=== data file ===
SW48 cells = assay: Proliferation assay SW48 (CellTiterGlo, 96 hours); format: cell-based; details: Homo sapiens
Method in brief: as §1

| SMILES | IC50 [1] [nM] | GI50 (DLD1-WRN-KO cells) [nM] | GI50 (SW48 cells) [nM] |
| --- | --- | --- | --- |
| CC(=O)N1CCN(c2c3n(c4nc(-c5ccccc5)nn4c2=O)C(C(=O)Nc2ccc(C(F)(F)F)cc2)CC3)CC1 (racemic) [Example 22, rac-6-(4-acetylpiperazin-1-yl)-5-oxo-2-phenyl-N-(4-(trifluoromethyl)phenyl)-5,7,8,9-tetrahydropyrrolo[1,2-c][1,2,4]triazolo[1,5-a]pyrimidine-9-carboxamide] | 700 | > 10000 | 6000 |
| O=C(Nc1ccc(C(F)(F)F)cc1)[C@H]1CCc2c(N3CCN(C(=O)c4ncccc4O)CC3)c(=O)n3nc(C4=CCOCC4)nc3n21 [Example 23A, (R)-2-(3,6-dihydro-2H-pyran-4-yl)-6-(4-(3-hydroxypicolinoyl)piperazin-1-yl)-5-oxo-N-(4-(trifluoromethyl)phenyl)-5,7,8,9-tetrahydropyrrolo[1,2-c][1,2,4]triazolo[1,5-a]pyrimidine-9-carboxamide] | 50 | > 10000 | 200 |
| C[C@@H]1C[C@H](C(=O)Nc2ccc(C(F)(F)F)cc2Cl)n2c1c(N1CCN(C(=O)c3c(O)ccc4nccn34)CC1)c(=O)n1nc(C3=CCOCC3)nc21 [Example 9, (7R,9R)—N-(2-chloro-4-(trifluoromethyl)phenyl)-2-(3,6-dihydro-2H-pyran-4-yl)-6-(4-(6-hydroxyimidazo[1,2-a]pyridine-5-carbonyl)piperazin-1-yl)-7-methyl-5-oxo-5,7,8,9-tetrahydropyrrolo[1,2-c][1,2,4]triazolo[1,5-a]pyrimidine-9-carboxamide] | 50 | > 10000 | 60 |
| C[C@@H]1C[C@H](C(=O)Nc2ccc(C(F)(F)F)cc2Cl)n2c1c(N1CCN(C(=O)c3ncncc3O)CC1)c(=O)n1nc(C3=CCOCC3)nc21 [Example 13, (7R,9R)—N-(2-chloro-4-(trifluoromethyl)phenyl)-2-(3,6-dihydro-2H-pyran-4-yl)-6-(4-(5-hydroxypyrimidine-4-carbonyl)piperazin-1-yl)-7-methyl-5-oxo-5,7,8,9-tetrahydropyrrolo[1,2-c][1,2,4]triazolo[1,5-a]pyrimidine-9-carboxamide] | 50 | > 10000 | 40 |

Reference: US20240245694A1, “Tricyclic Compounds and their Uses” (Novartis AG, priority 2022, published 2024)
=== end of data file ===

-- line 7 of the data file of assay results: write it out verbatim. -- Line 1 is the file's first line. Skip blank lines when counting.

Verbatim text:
| C[C@@H]1C[C@H](C(=O)Nc2ccc(C(F)(F)F)cc2Cl)n2c1c(N1CCN(C(=O)c3c(O)ccc4nccn34)CC1)c(=O)n1nc(C3=CCOCC3)nc21 [Example 9, (7R,9R)—N-(2-chloro-4-(trifluoromethyl)phenyl)-2-(3,6-dihydro-2H-pyran-4-yl)-6-(4-(6-hydroxyimidazo[1,2-a]pyridine-5-carbonyl)piperazin-1-yl)-7-methyl-5-oxo-5,7,8,9-tetrahydropyrrolo[1,2-c][1,2,4]triazolo[1,5-a]pyrimidine-9-carboxamide] | 50 | > 10000 | 60 |